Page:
The Nahal Zin is 75 miles (120 km) long and drains 600 square miles (1550 sq km). It is the largest wadi that begins in the Negev. The Nahal Zin was created by reverse erosion as the great height difference between the Negev Highlands and the Jordan Rift caused the underlayers to erode during the rainy season, resulting in the collapse of the harder strata of rock above. The landscape is mostly Eocene limestone, consisting of some brown-black layers of low-grade flint. The flint slows down the erosion of the limestone.
Nahal Zin, Ein Avdat
The Nahal Zin was the southern border of the land of Canaan that was promised to the Israelites. Numbers 34:3-4 (KJV): “Then your south quarter shall be from the wilderness of Zin along by the coast of Edom, and your south border shall be the outmost coast of the salt sea eastward: And your border shall turn from the south to the ascent of Akrabbim, and pass on to Zin: and the going forth thereof shall be from the south to Kadeshbarnea, and shall go on to Hazaraddar, and pass on to Azmon.”
Ein Avdat emerges at the base of the 50 foot (15 m) waterfall. This spring water is a bit salty, but the plants around the pool can survive on saltwater. The springs in this canyon are a geological puzzle. To this day, scholars don’t know where they come from. This is a dry region and during rainfall, the runoff doesn’t penetrate the ground but drains off in the wadis. The current theory is that the springs come from flash flood water that seeps down through the stream bed gravel and thus into the ground below.
Some caves carved into the chalky limestone cliffs of Nahal Zin were apparently used in the 6th century AD by monks from nearby Avdat. These monks sculpted out closets, shelves, benches, stairs, and water systems. A Greek inscription was found in one of the caves. It is a prayer to St. Theodorus, a monk whose name is also found in a monastery in Avdat. At the top of the canyon are the remains of a Roman fortress.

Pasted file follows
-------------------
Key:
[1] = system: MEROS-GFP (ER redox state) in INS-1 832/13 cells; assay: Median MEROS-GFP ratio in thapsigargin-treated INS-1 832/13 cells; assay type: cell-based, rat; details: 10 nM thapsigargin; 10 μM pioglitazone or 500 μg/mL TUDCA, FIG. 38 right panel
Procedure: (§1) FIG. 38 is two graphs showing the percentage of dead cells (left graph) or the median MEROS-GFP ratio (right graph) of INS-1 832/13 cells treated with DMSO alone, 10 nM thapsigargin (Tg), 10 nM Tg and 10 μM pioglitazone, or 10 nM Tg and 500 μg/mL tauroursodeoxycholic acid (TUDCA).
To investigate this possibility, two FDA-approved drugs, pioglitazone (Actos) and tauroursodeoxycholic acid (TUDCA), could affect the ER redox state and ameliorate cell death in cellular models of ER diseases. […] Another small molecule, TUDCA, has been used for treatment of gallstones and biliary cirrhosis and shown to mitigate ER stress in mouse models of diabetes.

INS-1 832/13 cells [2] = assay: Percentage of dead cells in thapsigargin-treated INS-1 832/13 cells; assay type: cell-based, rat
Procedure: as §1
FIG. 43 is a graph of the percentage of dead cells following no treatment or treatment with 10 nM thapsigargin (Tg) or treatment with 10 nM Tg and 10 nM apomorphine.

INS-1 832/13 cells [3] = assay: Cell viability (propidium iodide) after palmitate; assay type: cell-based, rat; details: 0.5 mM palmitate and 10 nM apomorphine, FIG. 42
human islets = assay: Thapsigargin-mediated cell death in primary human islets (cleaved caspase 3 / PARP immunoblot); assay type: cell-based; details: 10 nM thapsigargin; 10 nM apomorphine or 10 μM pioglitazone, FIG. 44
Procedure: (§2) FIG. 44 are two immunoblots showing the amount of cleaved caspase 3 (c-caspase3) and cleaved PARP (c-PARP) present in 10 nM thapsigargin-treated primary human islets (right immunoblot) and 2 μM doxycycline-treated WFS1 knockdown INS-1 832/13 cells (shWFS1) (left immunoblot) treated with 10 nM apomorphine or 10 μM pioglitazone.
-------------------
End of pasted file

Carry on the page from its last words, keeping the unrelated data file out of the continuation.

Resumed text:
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For historical images of monks, see Life in the Holy Land. For a Bible chapter related to Nahal Zin, see Joshua 15.
Ein Avdat (Jewish Virtual Library). An informative article that provides many details on the geography and history of the area, plus helpful facts about the national park.
Nahal Zin and Avdat—A Biblical Border with a View (Wayne Stiles). A short introduction to the site with lots of useful illustrations.
Insights into Nahal Zin (Institut fur Hydrologie). An interactive map of Nahal Zin with numerous links to photographs of certain areas.
Ancient Ein Avdat (History of the Ancient Near East). A few facts about the Nabataean spice route that passed through the area with a map and a photograph.
Ein Avdat (Hiking the Holyland). The record of one hiker’s experience, with some wonderful photos.